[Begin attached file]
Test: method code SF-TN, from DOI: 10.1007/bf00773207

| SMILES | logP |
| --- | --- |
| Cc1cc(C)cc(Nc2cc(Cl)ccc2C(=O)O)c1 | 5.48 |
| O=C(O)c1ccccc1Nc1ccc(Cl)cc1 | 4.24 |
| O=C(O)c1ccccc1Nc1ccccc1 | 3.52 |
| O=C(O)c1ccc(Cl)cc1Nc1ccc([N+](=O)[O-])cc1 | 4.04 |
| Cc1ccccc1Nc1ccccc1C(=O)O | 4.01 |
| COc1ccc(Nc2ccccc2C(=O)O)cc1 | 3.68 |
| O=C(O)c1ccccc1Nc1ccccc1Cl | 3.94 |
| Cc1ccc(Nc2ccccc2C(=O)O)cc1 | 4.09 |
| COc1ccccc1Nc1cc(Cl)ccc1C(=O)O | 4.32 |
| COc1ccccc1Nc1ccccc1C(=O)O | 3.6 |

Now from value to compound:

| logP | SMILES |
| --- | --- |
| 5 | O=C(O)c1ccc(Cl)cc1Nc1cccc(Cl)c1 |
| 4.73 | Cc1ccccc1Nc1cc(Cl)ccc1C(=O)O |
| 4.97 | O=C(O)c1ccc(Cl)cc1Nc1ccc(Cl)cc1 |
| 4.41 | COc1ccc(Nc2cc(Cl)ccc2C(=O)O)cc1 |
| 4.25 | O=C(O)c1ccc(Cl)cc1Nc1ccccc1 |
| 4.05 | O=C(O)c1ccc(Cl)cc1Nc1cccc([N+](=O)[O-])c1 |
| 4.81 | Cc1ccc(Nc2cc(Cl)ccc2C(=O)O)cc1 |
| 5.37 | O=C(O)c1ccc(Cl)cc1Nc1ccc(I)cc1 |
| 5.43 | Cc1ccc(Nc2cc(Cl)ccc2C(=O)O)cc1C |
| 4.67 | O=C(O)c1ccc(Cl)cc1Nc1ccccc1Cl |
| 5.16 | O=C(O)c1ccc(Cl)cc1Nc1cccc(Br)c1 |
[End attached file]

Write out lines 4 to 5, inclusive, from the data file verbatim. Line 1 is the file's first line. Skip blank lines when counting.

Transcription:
| Cc1cc(C)cc(Nc2cc(Cl)ccc2C(=O)O)c1 | 5.48 |
| O=C(O)c1ccccc1Nc1ccc(Cl)cc1 | 4.24 |